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that she would love to do it. I had been in Hollywood for twentyfour hours and the only person I knew was Julie Harris. The next day I flew back to New York and attended a revival of Eugene O’Neill’s The Iceman Cometh on Broadway starring Jason Robards. I had met Jason in the course of my acting days, so, script in hand, I went backstage to greet him and hand him the script. Within a week, Jason called and said that he would love to do the role, and to work with Miss Harris. A few months later, we were filming in Toronto. And, as I had cast the movie, I was given credit as co-producer. In a short time, I was now a produced screenwriter and a producer. Truly, a Cinderella story of launching a career in Hollywood. The HBO film went on to be nominated for the Cable Ace Awards for Best Movie, Best Writing, Best Actor, and Best Actress. It received over two hundred unanimous rave reviews, confirming to me that people do want something different — even on television! All I did was follow the themes I felt strongly about: loneliness and how it is never possible to recreate the past. That’s all I did … besides sitting down and writing the story, of course. The hardest part is sitting down. I write this on the board the first day of every class. And then add that there is no guarantee that you will write a great story, book, play or screenplay. But one thing is certain. As Shakespeare’s King Lear says, “Nothing will come of nothing.” You can never write a great story until you sit down and write a story. And this takes a certain amount of courage. In my own experience, I have learned that courage is needed whether writing your very first effort or your fiftieth! Writing is not about overcoming fear, but keeping on in spite of the fear! In fact, fear provides tension, essential in any creative process. So trust the fear. It means you’re in the mix. The first purpose of writing is to clarify and reveal something in yourself, but the only way to do this is to get it out of yourself. The second purpose of writing is to share it with others, providing a mirror for humanity at large, as a modern day shaman. First, you must discover meaning for yourself in the story you have chosen and then find the necessary form that can be meaningful for others. Notice, too, that every story you write will be a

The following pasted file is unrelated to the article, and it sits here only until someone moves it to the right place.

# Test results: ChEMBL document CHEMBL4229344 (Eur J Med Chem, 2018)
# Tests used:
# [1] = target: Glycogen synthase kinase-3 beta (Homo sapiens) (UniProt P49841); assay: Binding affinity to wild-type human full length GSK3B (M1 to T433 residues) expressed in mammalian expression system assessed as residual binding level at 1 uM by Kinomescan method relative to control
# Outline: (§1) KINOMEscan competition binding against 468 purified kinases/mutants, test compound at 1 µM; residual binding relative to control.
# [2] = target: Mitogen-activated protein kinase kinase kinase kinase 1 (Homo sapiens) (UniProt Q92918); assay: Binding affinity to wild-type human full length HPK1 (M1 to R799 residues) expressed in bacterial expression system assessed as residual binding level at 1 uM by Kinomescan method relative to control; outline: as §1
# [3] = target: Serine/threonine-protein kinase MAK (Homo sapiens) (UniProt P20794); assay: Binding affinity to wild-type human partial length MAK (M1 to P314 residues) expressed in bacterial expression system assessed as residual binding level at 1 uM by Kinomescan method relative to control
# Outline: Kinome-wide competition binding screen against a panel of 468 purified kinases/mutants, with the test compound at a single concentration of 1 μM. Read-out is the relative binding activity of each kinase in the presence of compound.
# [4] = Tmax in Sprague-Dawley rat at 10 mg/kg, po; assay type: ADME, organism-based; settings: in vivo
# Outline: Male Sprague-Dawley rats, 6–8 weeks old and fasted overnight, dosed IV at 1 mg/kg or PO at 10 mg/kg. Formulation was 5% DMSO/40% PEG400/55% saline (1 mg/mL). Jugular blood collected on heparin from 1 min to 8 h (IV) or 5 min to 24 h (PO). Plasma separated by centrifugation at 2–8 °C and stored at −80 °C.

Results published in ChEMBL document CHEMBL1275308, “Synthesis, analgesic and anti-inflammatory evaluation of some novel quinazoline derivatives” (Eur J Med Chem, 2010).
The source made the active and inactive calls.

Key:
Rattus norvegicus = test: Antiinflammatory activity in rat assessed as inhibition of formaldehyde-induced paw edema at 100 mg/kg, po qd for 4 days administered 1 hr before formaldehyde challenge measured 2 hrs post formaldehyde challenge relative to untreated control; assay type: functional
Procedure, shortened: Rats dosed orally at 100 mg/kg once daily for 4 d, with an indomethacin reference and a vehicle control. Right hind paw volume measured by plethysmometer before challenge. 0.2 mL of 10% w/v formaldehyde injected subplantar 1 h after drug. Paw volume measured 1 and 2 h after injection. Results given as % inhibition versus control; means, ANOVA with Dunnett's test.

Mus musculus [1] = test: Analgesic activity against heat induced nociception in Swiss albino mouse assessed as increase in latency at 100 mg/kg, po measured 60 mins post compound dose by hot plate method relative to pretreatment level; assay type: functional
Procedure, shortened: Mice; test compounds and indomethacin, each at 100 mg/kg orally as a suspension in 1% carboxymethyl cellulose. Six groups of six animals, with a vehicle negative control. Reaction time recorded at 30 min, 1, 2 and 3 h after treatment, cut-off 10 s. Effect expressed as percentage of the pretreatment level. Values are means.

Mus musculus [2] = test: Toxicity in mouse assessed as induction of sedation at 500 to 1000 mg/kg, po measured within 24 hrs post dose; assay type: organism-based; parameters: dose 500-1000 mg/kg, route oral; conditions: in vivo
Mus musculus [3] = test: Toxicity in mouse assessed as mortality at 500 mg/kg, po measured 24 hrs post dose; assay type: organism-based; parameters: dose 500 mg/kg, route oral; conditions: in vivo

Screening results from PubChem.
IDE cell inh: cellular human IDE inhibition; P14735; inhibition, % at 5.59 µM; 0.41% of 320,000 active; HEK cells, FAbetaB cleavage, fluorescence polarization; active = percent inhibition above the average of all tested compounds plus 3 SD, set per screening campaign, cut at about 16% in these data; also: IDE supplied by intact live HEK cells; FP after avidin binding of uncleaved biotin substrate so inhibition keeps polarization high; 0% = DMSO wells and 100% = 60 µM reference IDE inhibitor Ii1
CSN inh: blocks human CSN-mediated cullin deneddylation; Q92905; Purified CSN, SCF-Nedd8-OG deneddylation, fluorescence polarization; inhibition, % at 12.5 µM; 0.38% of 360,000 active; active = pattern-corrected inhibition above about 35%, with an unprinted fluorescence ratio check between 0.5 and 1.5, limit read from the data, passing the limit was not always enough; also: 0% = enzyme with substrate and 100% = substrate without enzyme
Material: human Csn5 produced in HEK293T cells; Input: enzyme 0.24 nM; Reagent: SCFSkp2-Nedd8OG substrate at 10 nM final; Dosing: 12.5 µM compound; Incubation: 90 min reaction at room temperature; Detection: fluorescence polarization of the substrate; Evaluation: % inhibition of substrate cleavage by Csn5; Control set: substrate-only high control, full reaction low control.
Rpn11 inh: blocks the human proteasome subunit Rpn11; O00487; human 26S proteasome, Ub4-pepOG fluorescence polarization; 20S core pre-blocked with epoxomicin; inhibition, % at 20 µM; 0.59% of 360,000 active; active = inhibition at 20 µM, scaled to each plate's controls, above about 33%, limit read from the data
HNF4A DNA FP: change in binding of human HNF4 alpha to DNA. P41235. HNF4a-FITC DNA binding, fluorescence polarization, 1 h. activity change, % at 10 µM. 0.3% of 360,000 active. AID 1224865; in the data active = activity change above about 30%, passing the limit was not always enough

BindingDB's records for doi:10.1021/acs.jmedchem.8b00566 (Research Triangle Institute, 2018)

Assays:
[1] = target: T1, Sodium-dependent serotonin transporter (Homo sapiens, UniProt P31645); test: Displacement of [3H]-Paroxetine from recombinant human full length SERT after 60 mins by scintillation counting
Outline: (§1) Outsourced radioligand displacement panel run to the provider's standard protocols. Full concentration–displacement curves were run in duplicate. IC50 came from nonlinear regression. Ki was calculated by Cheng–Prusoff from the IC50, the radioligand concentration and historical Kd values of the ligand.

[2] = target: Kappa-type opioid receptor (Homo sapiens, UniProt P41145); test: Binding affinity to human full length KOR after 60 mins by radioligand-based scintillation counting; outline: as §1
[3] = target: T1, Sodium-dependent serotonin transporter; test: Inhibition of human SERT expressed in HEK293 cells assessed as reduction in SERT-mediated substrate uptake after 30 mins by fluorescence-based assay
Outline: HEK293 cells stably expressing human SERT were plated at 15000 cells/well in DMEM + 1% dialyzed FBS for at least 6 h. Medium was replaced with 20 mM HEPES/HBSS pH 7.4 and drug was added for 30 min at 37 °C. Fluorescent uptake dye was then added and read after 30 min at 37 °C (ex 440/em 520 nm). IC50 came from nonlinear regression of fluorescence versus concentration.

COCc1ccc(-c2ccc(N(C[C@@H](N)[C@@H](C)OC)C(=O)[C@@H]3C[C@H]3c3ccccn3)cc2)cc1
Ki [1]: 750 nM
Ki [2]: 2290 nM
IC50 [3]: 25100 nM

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totally different experience, both in origin and in process. This is why I am dead set against any pat formulas for writing anything. Just create the space within and listen to your story. It will guide you. One story might be served best as a short story or a novel, another as a play or film. Remember though, passion first, then craft. The essence of Art is to use the outer form to convey an inner experience. This sacred thread, your innermost being or Soul, binds you emotionally to what you write, and if given respect, will lead you on to the desired end. Stories written from this center will move mountains — and even create livelihoods. Years ago, when interviewed by the New York Times about my approach to teaching, I was quoted as saying, “We've become lopsided living only in our heads. Writing, in order to serve the soul, must integrate outer craft with the inner world of intuition and feeling.” Here’s a visualization exercise that can begin to tap hidden resources. And never forget that your most valuable resource is yourself. If you are a professional writer already, I ask you to do the following exercises as though you have never written anything before today. Approach the blank page as if for the first time. You might choose to play some sacred or soothing music as you do the following exercise. This exercise serves as an invocation and ritual to summon the Muse.